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Hallel: Rosh Chodesh Av Paragraph One: Aways Your Servants Print E-mail

Hallel“And who recited this Hallel? The prophets among them ordained that Israel should recite it at every important epoch and at every misfortune — may it not come upon them! and when they are redeemed they recite [in gratitude] for their redemption (Pesachim 117a).”

 

How did the Jews sing Hallel on Rosh Chodesh Av, when the Babylonians were already in the city, and they knew that they were defeated? Did they sing it so that the misfortune would not come upon them; a desperate plea for a miracle?

I suggest that they sang this Hallel according to the first instruction: “The prophets among them ordained that Israel should recite it at every important epoch,” this was a Hallel for the future. They sang Hallel with the clear understanding that Israel was poised to begin another important stage; surviving in exile. They sang this Hallel as a declaration that they would continue to sing to God as His servants even in exile. It was this Hallel that empowered them to achieve great things in Babylon, in Rome, and all over the world.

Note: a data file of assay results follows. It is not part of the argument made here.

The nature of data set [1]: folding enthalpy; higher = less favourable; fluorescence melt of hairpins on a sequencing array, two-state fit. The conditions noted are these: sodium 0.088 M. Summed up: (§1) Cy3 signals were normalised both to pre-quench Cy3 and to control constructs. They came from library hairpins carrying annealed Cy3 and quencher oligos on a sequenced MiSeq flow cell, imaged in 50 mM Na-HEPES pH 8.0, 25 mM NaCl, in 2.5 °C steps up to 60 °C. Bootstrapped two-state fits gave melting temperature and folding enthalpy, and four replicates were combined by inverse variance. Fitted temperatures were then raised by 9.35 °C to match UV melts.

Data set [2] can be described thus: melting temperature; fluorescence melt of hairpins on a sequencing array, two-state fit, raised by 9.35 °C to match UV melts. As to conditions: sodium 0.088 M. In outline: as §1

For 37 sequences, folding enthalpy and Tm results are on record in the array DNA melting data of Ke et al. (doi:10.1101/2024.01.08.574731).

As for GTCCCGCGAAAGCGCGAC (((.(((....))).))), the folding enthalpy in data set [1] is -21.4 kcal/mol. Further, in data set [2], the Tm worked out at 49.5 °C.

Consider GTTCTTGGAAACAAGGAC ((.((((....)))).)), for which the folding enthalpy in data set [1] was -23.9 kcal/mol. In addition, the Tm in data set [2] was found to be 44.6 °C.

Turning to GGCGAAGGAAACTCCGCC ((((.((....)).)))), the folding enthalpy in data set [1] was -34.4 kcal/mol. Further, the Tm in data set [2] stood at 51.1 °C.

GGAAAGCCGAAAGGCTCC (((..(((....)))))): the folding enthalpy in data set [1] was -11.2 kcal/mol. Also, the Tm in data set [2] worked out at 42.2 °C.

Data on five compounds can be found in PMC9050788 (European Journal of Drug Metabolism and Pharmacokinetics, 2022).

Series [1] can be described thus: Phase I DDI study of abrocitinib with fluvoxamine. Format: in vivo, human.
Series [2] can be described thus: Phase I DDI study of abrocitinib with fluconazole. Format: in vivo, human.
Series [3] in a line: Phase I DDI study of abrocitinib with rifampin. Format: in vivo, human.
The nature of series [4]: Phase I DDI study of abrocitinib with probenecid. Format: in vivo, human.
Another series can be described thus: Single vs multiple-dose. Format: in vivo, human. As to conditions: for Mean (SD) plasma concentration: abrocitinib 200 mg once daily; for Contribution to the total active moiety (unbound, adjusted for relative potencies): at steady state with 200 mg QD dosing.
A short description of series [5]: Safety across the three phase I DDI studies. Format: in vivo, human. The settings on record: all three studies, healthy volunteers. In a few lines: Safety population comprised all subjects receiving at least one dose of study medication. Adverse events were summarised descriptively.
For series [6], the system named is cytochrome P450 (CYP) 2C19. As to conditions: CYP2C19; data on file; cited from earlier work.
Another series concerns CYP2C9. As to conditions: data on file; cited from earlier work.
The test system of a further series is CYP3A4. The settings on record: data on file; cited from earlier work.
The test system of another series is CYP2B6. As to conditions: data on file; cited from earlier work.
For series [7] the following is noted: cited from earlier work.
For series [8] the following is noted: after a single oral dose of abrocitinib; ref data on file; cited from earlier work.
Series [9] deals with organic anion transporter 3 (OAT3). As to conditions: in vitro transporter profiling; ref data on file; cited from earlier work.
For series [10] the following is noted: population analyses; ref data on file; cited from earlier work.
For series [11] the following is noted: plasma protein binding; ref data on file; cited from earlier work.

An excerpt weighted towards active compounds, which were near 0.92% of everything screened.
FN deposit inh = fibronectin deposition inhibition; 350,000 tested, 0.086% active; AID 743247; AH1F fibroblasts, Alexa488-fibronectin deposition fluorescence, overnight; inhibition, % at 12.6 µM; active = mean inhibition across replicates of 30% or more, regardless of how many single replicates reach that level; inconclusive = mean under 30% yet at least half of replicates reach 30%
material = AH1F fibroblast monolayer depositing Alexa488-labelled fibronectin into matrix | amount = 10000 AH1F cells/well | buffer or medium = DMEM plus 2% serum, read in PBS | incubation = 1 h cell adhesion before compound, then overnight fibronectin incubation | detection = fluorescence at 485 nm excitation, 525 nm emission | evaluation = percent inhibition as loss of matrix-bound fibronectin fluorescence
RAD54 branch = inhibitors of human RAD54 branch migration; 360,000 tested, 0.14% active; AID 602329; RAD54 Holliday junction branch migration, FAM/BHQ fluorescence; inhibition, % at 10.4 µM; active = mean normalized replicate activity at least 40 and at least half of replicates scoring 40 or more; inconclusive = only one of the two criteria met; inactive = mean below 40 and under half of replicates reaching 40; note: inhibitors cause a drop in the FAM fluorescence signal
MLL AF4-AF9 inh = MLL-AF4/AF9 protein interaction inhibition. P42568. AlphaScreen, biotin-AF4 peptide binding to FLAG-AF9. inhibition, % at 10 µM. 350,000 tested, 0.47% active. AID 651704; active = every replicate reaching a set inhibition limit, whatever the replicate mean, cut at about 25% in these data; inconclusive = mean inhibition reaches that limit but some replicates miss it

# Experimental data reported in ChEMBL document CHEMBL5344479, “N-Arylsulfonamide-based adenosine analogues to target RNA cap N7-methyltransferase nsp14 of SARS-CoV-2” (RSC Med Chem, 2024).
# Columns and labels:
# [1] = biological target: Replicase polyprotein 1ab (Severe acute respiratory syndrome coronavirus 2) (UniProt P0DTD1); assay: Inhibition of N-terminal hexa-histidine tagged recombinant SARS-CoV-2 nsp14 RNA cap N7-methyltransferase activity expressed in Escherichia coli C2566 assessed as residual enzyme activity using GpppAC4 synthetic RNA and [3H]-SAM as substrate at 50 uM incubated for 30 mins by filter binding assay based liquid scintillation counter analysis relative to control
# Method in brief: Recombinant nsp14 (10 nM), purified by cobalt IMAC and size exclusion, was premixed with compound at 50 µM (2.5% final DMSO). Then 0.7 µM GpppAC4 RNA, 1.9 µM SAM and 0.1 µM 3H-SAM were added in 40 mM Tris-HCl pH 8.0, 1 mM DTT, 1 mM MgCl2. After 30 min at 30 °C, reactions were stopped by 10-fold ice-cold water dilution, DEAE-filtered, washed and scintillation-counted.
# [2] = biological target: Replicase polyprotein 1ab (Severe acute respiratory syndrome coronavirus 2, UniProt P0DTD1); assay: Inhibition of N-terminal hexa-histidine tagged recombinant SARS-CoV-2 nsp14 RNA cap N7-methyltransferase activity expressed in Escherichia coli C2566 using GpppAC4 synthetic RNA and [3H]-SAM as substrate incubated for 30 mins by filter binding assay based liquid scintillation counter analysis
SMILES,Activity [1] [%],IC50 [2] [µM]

We too can sing this Hallel with the same intention: So much of what once was is gone. It is clear that we must be prepared for a new existence in this complicated world. We begin the preparation by declaring our commitment to continue to sing as God’s servants:

“Hallelukah!

Praise, you who serve God! Praise the Name of God.

Let the Name of God be blessed from now and forever.

From sunrise to sundown, the Name of God is praised.

God is above all the nations. His Glory is beyond the sky.”

Many of us wonder, whether God, Who has hidden His Presence is still involved in our existence as a nation. We therefore declare:

“Who is like God, our Lord, Who lives up high, but drops down to see what happens (to us) in the (lower) heaven and earth? “

If the rest of the world is against us, and if they urge us, as the Midrash (Pesikta Rabbati 21:11) states: “Leave and desert your people, and we will raise you to the rank of nobility,” we respond:

“Who lifts up the lowly from the dust, raises the destitute from the garbage dumps to be seated with leaders, the leaders of their people.”

As the world criticizes everything Israel does, declaring her barren; abandoned by the rest of the world, we respond:

“Who Makes a home for the childless woman and joy for the mother of children. Hallelukah!”

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